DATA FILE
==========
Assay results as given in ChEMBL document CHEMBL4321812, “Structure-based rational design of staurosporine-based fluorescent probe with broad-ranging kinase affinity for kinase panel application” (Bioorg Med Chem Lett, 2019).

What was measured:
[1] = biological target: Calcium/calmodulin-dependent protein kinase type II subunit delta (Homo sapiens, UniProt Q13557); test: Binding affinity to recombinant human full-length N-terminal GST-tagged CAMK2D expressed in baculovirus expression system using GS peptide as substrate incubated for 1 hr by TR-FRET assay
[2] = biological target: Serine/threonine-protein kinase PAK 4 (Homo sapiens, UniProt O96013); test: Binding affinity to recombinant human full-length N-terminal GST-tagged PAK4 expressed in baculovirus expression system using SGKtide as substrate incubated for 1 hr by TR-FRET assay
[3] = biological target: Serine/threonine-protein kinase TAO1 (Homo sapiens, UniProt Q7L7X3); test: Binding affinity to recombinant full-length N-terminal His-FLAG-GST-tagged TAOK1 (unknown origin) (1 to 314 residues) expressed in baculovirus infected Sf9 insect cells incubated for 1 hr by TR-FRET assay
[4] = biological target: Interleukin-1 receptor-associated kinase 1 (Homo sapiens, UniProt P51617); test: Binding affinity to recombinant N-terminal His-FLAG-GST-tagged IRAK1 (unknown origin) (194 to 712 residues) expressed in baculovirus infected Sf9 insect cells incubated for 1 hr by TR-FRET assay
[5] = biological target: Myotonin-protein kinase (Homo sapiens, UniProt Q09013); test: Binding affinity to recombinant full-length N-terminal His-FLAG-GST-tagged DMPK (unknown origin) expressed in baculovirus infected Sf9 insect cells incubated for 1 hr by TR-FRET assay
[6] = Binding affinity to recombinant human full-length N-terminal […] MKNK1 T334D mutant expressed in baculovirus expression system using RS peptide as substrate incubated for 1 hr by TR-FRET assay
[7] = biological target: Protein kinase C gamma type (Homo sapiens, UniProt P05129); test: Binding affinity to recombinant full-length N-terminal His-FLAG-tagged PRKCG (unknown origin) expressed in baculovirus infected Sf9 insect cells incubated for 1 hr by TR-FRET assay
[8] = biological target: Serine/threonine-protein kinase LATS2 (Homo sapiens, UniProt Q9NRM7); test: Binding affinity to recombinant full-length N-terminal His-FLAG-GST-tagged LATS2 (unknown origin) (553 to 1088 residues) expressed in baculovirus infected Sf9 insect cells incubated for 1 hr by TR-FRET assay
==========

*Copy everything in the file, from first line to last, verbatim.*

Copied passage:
Assay results as given in ChEMBL document CHEMBL4321812, “Structure-based rational design of staurosporine-based fluorescent probe with broad-ranging kinase affinity for kinase panel application” (Bioorg Med Chem Lett, 2019).

What was measured:
[1] = biological target: Calcium/calmodulin-dependent protein kinase type II subunit delta (Homo sapiens, UniProt Q13557); test: Binding affinity to recombinant human full-length N-terminal GST-tagged CAMK2D expressed in baculovirus expression system using GS peptide as substrate incubated for 1 hr by TR-FRET assay
[2] = biological target: Serine/threonine-protein kinase PAK 4 (Homo sapiens, UniProt O96013); test: Binding affinity to recombinant human full-length N-terminal GST-tagged PAK4 expressed in baculovirus expression system using SGKtide as substrate incubated for 1 hr by TR-FRET assay
[3] = biological target: Serine/threonine-protein kinase TAO1 (Homo sapiens, UniProt Q7L7X3); test: Binding affinity to recombinant full-length N-terminal His-FLAG-GST-tagged TAOK1 (unknown origin) (1 to 314 residues) expressed in baculovirus infected Sf9 insect cells incubated for 1 hr by TR-FRET assay
[4] = biological target: Interleukin-1 receptor-associated kinase 1 (Homo sapiens, UniProt P51617); test: Binding affinity to recombinant N-terminal His-FLAG-GST-tagged IRAK1 (unknown origin) (194 to 712 residues) expressed in baculovirus infected Sf9 insect cells incubated for 1 hr by TR-FRET assay
[5] = biological target: Myotonin-protein kinase (Homo sapiens, UniProt Q09013); test: Binding affinity to recombinant full-length N-terminal His-FLAG-GST-tagged DMPK (unknown origin) expressed in baculovirus infected Sf9 insect cells incubated for 1 hr by TR-FRET assay
[6] = Binding affinity to recombinant human full-length N-terminal […] MKNK1 T334D mutant expressed in baculovirus expression system using RS peptide as substrate incubated for 1 hr by TR-FRET assay
[7] = biological target: Protein kinase C gamma type (Homo sapiens, UniProt P05129); test: Binding affinity to recombinant full-length N-terminal His-FLAG-tagged PRKCG (unknown origin) expressed in baculovirus infected Sf9 insect cells incubated for 1 hr by TR-FRET assay
[8] = biological target: Serine/threonine-protein kinase LATS2 (Homo sapiens, UniProt Q9NRM7); test: Binding affinity to recombinant full-length N-terminal His-FLAG-GST-tagged LATS2 (unknown origin) (553 to 1088 residues) expressed in baculovirus infected Sf9 insect cells incubated for 1 hr by TR-FRET assay